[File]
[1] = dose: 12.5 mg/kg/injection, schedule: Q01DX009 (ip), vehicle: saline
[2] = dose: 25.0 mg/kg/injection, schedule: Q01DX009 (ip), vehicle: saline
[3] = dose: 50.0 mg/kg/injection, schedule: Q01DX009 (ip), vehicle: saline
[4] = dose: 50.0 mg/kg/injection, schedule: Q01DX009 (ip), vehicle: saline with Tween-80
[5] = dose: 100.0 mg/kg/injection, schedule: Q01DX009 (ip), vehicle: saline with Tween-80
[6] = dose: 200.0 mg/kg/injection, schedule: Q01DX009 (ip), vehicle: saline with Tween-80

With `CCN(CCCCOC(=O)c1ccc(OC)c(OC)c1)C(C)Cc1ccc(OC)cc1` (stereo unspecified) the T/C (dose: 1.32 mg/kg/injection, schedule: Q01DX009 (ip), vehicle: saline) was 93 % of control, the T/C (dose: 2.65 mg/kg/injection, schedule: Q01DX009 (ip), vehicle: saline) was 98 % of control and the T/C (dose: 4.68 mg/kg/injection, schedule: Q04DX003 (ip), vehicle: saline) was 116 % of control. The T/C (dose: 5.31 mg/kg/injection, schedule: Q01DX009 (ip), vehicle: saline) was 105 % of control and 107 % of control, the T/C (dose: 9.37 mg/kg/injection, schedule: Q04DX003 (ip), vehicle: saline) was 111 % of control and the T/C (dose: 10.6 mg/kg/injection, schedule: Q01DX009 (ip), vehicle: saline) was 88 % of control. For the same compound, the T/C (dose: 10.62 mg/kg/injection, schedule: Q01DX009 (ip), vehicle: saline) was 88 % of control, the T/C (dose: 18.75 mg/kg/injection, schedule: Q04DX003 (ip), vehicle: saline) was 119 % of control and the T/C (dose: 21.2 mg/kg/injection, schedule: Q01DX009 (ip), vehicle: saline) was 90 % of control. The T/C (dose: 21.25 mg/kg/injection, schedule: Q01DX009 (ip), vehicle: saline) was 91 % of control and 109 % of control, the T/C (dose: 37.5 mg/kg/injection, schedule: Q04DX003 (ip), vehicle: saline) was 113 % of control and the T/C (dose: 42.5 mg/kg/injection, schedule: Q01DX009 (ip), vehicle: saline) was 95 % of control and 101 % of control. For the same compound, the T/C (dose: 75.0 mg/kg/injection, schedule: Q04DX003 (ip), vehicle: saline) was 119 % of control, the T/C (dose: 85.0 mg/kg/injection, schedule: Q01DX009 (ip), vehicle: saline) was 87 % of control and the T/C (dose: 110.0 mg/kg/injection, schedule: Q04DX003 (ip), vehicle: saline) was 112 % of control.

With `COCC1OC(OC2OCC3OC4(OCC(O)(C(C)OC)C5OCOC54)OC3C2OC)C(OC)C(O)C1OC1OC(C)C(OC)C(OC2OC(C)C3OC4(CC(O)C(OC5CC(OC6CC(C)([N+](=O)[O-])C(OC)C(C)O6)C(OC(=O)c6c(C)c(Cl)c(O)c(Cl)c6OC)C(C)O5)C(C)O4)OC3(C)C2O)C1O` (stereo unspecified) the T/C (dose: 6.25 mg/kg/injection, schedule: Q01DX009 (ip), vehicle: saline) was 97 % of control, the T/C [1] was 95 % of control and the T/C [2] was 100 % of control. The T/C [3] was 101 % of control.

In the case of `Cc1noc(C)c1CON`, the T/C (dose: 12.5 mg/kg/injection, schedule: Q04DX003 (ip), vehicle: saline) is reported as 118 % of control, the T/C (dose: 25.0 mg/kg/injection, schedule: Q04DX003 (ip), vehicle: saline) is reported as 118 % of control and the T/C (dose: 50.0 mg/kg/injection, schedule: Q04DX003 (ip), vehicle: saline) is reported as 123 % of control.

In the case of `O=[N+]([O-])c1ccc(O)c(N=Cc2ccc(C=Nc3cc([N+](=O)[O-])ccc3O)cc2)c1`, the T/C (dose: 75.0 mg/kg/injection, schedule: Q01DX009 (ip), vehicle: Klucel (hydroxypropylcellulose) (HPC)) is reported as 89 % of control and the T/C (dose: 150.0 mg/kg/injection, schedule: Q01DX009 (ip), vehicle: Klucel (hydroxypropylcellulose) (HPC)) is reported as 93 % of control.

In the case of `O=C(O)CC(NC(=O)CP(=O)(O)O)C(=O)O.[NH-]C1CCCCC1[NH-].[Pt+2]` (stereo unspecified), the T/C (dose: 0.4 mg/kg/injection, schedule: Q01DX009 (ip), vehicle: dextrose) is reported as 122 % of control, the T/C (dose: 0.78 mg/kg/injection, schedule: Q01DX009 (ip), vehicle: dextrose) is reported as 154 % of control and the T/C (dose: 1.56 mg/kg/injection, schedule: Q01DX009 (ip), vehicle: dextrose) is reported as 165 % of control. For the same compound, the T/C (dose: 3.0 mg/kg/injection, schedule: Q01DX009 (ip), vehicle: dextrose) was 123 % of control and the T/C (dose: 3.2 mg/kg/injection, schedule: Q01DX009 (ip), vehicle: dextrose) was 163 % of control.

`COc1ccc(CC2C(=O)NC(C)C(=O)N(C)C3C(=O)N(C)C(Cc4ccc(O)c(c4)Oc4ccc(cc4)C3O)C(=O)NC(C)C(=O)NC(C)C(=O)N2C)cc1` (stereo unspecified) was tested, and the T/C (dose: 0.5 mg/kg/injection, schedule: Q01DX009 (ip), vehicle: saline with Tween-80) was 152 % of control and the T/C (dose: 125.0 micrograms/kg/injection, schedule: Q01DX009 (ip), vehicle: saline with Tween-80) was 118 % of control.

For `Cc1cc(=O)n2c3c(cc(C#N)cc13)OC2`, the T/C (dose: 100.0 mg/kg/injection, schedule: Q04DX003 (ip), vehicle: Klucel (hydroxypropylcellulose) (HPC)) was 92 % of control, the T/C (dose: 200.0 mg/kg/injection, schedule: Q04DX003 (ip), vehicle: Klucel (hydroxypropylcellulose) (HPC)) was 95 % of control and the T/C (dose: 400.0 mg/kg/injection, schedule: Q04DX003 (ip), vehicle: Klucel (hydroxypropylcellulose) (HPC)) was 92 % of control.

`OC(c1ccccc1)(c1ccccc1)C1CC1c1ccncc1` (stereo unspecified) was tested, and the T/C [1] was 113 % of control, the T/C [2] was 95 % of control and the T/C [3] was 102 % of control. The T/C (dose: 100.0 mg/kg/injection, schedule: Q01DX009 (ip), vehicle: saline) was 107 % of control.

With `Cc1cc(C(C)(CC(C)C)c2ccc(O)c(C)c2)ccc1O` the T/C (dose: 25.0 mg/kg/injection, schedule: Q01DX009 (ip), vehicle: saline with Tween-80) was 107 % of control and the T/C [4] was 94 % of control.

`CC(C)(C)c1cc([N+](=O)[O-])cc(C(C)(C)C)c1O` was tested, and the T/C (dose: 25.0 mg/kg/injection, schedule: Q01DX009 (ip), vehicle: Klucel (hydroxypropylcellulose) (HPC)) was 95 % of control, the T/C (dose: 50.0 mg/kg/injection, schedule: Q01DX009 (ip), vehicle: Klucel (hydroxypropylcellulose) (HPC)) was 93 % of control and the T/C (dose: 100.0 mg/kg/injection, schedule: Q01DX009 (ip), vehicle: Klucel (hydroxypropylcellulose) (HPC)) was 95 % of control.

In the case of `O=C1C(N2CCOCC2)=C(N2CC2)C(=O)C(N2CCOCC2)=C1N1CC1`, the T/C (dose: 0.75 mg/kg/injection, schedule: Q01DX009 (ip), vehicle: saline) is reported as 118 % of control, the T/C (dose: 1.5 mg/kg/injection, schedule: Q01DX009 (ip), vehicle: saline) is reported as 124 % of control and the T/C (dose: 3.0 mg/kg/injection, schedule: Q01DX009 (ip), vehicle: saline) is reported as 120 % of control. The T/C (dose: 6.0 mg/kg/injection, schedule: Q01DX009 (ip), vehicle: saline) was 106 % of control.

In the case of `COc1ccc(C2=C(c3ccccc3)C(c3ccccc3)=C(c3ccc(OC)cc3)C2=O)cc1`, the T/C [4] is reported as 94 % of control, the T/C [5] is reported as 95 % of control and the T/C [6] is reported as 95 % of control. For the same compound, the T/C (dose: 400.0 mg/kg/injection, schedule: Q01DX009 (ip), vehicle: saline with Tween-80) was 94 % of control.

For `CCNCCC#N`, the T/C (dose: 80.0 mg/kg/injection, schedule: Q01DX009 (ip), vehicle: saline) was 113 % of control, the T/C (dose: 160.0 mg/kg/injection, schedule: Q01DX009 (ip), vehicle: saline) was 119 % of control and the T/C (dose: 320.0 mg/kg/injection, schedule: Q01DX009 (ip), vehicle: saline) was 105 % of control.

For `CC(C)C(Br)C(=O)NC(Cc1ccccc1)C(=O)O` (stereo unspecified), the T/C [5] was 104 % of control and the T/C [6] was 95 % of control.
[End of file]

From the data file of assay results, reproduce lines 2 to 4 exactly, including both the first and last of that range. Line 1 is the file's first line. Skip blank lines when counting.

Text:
[2] = dose: 25.0 mg/kg/injection, schedule: Q01DX009 (ip), vehicle: saline
[3] = dose: 50.0 mg/kg/injection, schedule: Q01DX009 (ip), vehicle: saline
[4] = dose: 50.0 mg/kg/injection, schedule: Q01DX009 (ip), vehicle: saline with Tween-80